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Their 3-point defense was mostly solid, their 3-point shooting superb. Their bench brought an admirable level of scrap. After this latest loss, their fifth in a row, the Warriors actually could say there were signs of progress.

If only they could say the same of Kevon Looney.

Coach Steve Kerr had 12 “healthy” players ready to face the Trail Blazers on Wednesday night in Portland, and 11 of them took the floor. Minutes were distributed to everyone but Loon, who received the NBA’s five letters of dread: DNP-CD. Did Not Play. Coach’s Decision.

If the Warriors and their fans weren’t worried about 23-year-old forward/center before – and surgery on each hip is enough for all to give pause – it’s officially time to sound that alarm.

Diagnosed with neuropathy, a nerve condition that can be treated but not necessarily cured, Looney experienced symptoms in his right hamstring and it kept him out of training camp. Preseason games passed without him. He returned to play 10 minutes on opening night, and then missed the next 20 games.

Since returning on Dec. 2 in Atlanta, Looney has played seven games and not particularly well. In 91 minutes, he has 19 points, 15 rebounds, three assists and two blocks.

At no time has he appeared able to do the things that over the past two seasons endeared him to teammates and coaches. The agility to switch out and defend gifted guards. The ability to rebound in traffic. The instincts and intellect to know where he is supposed to be, and when he should be there, on both ends.


Though he was not listed on the team’s pregame injury report in Portland, Looney clearly is not physically able to be that guy. He’s hoping to play through it, and the challenge is immense.

Asked about Loon’s disuse, Kerr told reporters at Moda Center that it's tough to play 12 guys and then touched upon the essence of the matter.

“Looney is struggling to get his game back right now,” Kerr said. “I’ve only been able to get him spot minutes here and there, so I talked to him (Wednesday). I thought I would get him out there for some minutes. But the way the game turned out, I stayed with the other guys.”

To be fair, the other reserve big men, Marquese Chriss and Omari Spellman, were effective. With 10 points and 10 rebounds in 17 minutes, Chriss posted his third double-double in four games. Spellman had five points and six rebounds in 11 minutes.

But whether Looney is able to contribute at this time definitely is an issue. He can’t.

“Looney is one of our foundational players,” Kerr said. “He’s had a real tough go because of the condition that he dealt with. Missed training camp, and he’s trying to find his way now but has not found a rhythm. Still doesn’t have the conditioning. We’ve kind of tried to help him play back into condition here the last couple weeks. But it’s not really fair for to him or the team until he’s really in a better place physically.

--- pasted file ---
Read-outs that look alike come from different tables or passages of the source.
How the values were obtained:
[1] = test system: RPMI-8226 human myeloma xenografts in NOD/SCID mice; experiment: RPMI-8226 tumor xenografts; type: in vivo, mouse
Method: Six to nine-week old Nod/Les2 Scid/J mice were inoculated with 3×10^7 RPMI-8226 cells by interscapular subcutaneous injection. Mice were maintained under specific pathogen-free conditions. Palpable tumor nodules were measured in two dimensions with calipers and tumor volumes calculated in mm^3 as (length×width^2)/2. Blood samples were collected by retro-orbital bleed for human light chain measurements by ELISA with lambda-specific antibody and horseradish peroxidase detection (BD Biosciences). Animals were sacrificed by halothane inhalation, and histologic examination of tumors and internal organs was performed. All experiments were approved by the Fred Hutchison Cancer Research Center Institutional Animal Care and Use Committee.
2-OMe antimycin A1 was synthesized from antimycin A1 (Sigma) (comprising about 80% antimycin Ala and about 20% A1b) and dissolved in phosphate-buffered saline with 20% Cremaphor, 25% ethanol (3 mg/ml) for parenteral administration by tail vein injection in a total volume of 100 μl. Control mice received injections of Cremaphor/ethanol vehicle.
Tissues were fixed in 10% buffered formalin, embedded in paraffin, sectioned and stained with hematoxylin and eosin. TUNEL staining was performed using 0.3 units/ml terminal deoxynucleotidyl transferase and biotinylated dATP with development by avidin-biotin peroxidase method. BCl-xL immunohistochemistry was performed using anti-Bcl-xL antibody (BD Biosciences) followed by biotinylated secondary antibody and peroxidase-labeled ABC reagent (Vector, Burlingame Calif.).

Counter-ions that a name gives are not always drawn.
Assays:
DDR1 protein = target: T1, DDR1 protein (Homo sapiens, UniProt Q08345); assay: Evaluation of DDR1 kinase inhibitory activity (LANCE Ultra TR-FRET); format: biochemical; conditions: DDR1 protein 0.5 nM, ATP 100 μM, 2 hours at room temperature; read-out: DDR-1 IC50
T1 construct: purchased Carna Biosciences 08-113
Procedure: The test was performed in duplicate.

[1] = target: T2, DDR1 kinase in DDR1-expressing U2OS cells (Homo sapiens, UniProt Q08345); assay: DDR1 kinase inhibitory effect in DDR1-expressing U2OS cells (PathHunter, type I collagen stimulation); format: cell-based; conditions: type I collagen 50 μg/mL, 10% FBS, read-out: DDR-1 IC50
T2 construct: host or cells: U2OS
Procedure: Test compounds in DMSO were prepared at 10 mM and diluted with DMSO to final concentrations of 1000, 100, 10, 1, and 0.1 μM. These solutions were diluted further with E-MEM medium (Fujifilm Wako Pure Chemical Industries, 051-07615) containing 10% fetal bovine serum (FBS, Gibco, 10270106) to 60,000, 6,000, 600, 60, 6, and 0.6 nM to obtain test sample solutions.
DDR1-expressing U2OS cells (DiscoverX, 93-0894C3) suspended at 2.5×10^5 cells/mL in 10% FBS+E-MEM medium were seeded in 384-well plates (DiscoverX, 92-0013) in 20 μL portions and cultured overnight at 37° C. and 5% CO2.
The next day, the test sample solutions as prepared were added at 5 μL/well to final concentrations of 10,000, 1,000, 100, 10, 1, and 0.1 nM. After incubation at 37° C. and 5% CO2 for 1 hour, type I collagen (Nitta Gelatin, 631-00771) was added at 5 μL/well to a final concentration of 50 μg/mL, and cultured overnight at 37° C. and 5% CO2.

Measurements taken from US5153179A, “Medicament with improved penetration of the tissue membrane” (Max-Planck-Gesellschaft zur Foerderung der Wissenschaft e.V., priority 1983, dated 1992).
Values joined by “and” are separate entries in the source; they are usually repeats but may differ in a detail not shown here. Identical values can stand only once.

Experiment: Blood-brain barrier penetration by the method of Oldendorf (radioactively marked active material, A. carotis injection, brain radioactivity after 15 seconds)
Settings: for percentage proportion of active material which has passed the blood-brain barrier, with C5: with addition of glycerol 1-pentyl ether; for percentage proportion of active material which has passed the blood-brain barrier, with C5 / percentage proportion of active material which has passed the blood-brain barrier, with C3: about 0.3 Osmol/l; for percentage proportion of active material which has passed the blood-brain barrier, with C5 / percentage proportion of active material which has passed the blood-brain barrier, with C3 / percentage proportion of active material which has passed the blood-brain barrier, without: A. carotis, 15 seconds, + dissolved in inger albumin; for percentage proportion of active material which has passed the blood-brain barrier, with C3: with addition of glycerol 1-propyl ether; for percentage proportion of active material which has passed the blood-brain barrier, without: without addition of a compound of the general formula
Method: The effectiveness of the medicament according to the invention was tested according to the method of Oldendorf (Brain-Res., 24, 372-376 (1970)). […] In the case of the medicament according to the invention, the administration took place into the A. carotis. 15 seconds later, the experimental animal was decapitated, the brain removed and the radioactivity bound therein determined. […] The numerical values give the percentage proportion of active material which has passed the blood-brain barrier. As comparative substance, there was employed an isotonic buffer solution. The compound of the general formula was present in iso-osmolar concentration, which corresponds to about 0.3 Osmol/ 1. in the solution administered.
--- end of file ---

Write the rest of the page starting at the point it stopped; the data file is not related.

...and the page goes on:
“I’m not worried about him. This year is more about developing the players that you don’t know about, and it’s about getting the mainstays healthy instead of ruining our mainstays.”

Though Kerr insisted he’s not concerned – keep in mind, his script demands optimism – the key word is “conditioning.” Loon is not at the level of conditioning to contribute. Given the often debilitating effects of neuropathy, there can be no certainty.

The Warriors knew when they drafted him out of UCLA in 2015 that they were taking a risk. Looney underwent the surgery on his right hip two months after the draft. He came back and played five games as a rookie. Eight months later, he underwent surgery on his left hip.

The team’s front office and coaching staff have accepted that Looney might never routinely play 30 minutes per game. In 254 career games, including postseason, he has reached that total twice. He never has exceeded 30 minutes. His high for this season: 18 last Friday at Utah.

The plan for Looney in the coming days, according to Kerr, is to put him through more scrimmages and high-velocity practices.

"I know what he can do,” Kerr said. “I know this guy who has been our best center for the last couple years, and our most consistent performer. The guy who we have trusted in the Finals, at the biggest moments. We know what he can do. And it’s not crucial for him to be out there right now. It’s more about him getting his conditioning back, his health back. And once he does, he’ll be in our rotation.”


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That’s the hope. That this young man, whose body has endured such trauma, can overcome neuropathy and any other issues that might arise and again be the reliable presence he was for most of the past two seasons.

It’s not irrational to wonder if he ever will.